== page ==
Back from the dead! Oregon man, 23, declared deceased by medical examiner appears ALIVE


  • An Oregon man was confused to discover that he had been pronounced dead by medical examiners
  • Tyler Chase, 23, had his wallet stolen at a drug rehab center and when the thief died of a drug overdose he was misidentified as Chase
  • An urn of the stranger’s ashes and an official death certificate were sent to Chase’s family 

An Oregon man, 23, who was declared to be deceased popped up weeks later alive after an urn of ashes and a death certificate were sent to his family. 

On September 11, 2023, Tyler Chase was declared dead from a drug overdose after he had been living in a recovery programs for several months.

Chase had previously been struggling on the streets with substance abuse and hadn’t been in contact with his family for years.

In a bizarre twist – Chase was baffled when he learned that his food assistance benefits were not active in October because he was allegedly ‘dead’.

He went to the Department of Human Services for help and confused employees questioned him and demanded to see his ID because records showed the 23-year-old to be deceased. 

Tyler Chase (pictured), 23, was declared to be deceased but popped up weeks later alive after an urn of ashes and a death certificate were sent to his family

Tyler Chase (pictured), 23, was declared to be deceased but popped up weeks later alive after an urn of ashes and a death certificate were sent to his family

A man, who was believed to have stolen Chase's wallet at the same drug recovery center, was the person the dead body in Portland belonged to

A man, who was believed to have stolen Chase’s wallet at the same drug recovery center, was the person the dead body in Portland belonged to

‘They were like, “Can we see your ID?” So, I gave it to them,’ Chase recalled. ‘Then they just looked as confused as I was, and they’re like, “Right here it says you are dead.”‘

Chase was shocked by the mix-up, but he still couldn’t contact his estranged family.

It turns out that an urn full of a stranger’s ashes and a formal death certificate had been sent to Chase’s family.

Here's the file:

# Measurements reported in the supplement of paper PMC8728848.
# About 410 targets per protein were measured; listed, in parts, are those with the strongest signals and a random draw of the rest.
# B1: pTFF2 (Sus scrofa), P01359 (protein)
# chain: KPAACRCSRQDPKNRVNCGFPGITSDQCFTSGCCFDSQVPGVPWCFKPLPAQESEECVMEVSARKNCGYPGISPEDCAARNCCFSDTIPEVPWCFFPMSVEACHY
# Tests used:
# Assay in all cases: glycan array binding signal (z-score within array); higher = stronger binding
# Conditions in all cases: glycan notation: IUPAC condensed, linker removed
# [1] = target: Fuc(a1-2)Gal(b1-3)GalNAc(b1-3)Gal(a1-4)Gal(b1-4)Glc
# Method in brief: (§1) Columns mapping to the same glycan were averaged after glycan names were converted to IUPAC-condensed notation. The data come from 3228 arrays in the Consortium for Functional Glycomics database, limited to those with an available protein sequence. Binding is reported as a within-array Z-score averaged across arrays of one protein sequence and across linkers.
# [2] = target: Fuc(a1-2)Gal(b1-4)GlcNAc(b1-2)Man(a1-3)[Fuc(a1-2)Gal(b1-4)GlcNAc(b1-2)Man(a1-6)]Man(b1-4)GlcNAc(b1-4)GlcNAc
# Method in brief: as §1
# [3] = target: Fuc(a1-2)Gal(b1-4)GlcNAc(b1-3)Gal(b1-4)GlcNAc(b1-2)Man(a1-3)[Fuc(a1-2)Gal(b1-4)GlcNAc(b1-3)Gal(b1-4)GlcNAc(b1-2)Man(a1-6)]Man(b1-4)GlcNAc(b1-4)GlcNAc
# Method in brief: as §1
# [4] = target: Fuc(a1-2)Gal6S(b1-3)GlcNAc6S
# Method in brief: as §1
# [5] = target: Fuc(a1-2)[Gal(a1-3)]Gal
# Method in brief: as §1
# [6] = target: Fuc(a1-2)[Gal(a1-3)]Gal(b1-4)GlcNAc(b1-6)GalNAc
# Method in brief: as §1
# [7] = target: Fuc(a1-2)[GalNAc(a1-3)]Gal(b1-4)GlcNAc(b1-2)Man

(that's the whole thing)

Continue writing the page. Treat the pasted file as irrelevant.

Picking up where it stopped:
Officials found Chase at the recover center in Oregon on December 19 and admitted that they had made a big mistake.

A man, who was believed to have stolen Chase’s wallet at the recovery center, was the person the dead body in Portland belonged to.

Medical examiners used a temporary identification card from the stolen wallet to determine the identity of the deceased – and reported Chase as dead. 

‘So, they find a paper ID of me that’s smudged and everything and they were like “that’s Tyler John Chase,” so they put him down as me,’ Chase said. ‘And then they notified the family like protocol.’ 

It turns out that an urn full of a stranger's ashes and a formal death certificate had been sent to Chase's family

It turns out that an urn full of a stranger’s ashes and a formal death certificate had been sent to Chase’s family

Officials found Chase at the recover center in Oregon on December 19 and admitted that they had made a big mistake

Officials found Chase at the recover center in Oregon on December 19 and admitted that they had made a big mistake

‘We deeply regret that the misidentification happened,’ a county spokesperson said in a statement. ‘The misidentification occurred because the deceased person was carrying Mr. Tyler Chase’s wallet and his official temporary Oregon driver’s license.’

The dramatic mix-up has inspired change in the protocols for pronouncing people dead by the Multnomah County Medical Examiner’s Office.

‘Going forward, all individuals who are found with a temporary state-issued identification must also have fingerprints submitted for positive identification, to ensure that this will never happen again,’ the statement said. 



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